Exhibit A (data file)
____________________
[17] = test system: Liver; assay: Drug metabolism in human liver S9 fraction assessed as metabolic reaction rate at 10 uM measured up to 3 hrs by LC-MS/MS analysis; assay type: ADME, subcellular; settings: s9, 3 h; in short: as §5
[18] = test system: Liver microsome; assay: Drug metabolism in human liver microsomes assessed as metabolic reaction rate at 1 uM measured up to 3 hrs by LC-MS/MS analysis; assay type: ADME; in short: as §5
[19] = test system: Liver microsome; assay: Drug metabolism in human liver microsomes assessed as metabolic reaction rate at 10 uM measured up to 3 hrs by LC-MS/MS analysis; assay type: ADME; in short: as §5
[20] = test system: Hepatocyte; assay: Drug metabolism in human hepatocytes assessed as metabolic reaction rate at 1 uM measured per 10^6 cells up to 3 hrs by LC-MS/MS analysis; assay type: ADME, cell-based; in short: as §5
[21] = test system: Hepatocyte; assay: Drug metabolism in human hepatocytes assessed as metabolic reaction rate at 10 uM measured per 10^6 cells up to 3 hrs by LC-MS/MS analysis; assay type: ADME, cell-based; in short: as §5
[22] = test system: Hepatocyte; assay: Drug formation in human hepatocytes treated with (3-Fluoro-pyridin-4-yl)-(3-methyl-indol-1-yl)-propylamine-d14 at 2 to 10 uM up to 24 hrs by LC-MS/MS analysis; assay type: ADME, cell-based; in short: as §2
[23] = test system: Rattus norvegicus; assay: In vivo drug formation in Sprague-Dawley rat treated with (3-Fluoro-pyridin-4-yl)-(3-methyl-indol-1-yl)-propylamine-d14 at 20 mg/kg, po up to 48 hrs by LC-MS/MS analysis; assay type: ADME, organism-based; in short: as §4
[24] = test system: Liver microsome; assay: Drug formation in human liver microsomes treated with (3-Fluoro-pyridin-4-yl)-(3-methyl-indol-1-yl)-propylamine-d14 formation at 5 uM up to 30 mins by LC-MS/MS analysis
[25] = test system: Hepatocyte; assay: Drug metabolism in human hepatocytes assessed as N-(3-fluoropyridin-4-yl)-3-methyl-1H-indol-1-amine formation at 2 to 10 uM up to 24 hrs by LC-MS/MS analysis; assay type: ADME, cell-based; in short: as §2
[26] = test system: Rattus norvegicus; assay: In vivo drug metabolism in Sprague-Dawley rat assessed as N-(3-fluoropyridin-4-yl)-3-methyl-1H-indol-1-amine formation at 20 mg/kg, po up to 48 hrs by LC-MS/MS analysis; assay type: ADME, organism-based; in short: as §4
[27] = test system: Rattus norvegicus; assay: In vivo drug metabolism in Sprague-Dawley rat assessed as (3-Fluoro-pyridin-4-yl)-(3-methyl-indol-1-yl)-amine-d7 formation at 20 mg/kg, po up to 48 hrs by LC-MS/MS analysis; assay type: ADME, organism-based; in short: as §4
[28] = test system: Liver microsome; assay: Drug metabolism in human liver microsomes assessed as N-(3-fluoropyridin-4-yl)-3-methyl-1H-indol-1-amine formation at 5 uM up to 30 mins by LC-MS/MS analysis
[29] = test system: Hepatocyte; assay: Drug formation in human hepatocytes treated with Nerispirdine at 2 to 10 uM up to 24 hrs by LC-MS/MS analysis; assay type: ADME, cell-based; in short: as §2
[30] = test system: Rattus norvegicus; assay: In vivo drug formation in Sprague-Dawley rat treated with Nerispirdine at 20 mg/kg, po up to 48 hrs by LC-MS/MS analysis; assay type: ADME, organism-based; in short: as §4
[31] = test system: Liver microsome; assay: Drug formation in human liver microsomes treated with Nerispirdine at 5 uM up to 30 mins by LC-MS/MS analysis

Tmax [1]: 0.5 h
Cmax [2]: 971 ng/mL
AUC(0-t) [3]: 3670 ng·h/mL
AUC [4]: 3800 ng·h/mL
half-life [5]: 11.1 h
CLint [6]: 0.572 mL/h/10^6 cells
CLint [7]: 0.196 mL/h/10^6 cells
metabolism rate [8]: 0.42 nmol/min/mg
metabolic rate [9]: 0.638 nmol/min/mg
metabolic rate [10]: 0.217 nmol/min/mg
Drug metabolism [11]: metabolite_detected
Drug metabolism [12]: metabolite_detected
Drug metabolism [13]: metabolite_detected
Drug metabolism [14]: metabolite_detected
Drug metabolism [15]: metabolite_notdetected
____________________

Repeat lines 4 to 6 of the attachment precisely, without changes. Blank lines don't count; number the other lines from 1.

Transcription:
[20] = test system: Hepatocyte; assay: Drug metabolism in human hepatocytes assessed as metabolic reaction rate at 1 uM measured per 10^6 cells up to 3 hrs by LC-MS/MS analysis; assay type: ADME, cell-based; in short: as §5
[21] = test system: Hepatocyte; assay: Drug metabolism in human hepatocytes assessed as metabolic reaction rate at 10 uM measured per 10^6 cells up to 3 hrs by LC-MS/MS analysis; assay type: ADME, cell-based; in short: as §5
[22] = test system: Hepatocyte; assay: Drug formation in human hepatocytes treated with (3-Fluoro-pyridin-4-yl)-(3-methyl-indol-1-yl)-propylamine-d14 at 2 to 10 uM up to 24 hrs by LC-MS/MS analysis; assay type: ADME, cell-based; in short: as §2